Sunday, August 23, 2009

"Zombies" on the loose

My short story "Everyone is Zombies" is now available over at Demonic Tome.

It's not exactly a traditional zombie story, so even if you're not a fan of zombies you still might like it. No brain eating, I promise.


Saturday, August 22, 2009

No. 39 - Don Pendleton's The Executioner #357: Extreme Justice

by Mike Newton

Started: August 22
Finished: August 30

Notes: The Executioner series of men's action/adventure novels has been around for 40 years, originally penned by Don Pendleton. Pendleton passed away a while back, but the series has continued, written by a multitude of writers. I read a ton of these short novels as a teen, and from time to time I go through a spell where I delve back into them again. The series' overall plot concerns one Mack Bolan, a former U.S. soldier who fought in Vietnam. Mack returns home to find out his family has been killed because of the mafia, and he decides to go to war against the mob. After years of that, Mack turned his attentions to fighting terrorism and other evils throughout the world. This particular novel has Mack looking for a prosecution's witness in a trial against the mob in hopes of bringing the witness to trial before the mafia can kill the guy. I'm reading this one for fun, but also for a little research; I find the Executioner novels usually show how to write action scenes really well.

Mini review: The action started well and ended very strong, but the middle was pretty slow. It was nice to get back to reading some Mack Bolan again. I'll have to do it soon.

Friday, August 21, 2009

No. 38 - Rage of the Behemoth

edited by Jason M. Waltz

Started: August 21
Finished: September 7

Notes: It's with more than a little glee that I get to read this collection of Sword and Sorcery short stories featuring gigantic monsters. I like Sword and Sorcery. I like big monsters. And most importantly, I like the editor, who I've had the pleasure to work with on a few occassions, including when he published my story "Deep in the Land of the Ice and Snow" in the Return of the Sword anthology last year. Another nice thing about short story collections is I don't feel the need to read the whole thing all at once; I can read a story or two, then go read a novel or something else, then get back to the collection. Also, I'm familiar with the works of a good number of the writers in this anthology. So, what's there not to like?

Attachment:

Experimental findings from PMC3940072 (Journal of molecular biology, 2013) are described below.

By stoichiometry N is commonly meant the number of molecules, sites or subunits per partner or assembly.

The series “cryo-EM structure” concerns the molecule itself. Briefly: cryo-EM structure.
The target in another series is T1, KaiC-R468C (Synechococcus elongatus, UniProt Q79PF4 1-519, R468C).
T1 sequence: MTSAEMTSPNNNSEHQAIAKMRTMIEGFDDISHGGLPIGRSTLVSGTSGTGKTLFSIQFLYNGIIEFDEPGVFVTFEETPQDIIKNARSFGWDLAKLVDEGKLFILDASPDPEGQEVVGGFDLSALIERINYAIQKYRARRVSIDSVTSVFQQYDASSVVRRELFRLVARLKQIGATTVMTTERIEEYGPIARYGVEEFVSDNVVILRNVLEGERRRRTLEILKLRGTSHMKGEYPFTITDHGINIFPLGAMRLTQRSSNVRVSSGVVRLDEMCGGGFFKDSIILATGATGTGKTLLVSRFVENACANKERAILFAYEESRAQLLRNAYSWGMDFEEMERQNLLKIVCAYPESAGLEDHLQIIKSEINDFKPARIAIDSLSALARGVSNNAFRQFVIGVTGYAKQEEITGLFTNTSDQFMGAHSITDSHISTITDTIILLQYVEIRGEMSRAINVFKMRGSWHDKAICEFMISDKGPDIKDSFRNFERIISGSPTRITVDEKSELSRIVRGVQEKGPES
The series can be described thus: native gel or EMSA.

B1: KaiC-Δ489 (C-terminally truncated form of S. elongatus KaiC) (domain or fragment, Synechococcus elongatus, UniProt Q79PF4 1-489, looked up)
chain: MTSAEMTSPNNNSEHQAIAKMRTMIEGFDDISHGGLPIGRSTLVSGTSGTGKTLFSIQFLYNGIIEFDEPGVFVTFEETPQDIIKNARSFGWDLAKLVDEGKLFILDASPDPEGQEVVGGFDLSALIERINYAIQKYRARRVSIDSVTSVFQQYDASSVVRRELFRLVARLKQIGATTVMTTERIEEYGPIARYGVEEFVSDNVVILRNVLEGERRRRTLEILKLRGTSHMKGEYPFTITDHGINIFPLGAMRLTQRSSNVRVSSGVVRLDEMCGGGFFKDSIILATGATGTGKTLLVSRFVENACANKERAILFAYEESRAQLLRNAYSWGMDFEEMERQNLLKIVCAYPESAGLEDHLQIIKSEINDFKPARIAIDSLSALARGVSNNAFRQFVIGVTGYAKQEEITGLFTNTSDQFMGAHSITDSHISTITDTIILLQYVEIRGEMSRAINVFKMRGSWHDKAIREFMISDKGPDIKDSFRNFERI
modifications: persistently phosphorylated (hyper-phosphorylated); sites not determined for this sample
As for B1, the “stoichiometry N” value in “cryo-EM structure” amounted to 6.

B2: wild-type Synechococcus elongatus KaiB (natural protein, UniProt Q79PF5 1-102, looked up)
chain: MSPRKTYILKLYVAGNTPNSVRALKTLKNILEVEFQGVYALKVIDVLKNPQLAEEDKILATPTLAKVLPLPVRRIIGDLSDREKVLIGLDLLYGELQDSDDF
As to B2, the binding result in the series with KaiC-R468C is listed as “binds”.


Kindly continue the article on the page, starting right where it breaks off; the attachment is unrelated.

Mini review: Fans of sword-slinging action need to read this, especially if they're also fans of big monsters. There are all different kinds of beasties to be found in these 21 tales. Of the stories here, three were my favorites, "Beyond the Reach of his Gods" by Brian Ruckley, "The Rotten Bones Rattle" by C. L. Werner and "Nothing Left of the Man" by Jeff Stewart. But those were just my favorite three. There are plenty of other tales of all kinds here, and each is great in its own way.

Wednesday, August 19, 2009

For Writers, Reading Sometimes Can Lose Its Luster

Writers like to read. Or, if they don't, they should. I mean, it's their bread and butter. It's what makes them what they are. If they don't like reading, they probably shouldn't be writing.

But for the sake of argument, let's say that writers like to read.

Or, at least much of the time they do. See, writers don't always get to read for fun. Sometimes writers have to read a book or story or article because they have to review it. Or they have to edit it. Or they are doing another writer friend a favor and are reading something so they can offer their advice about it.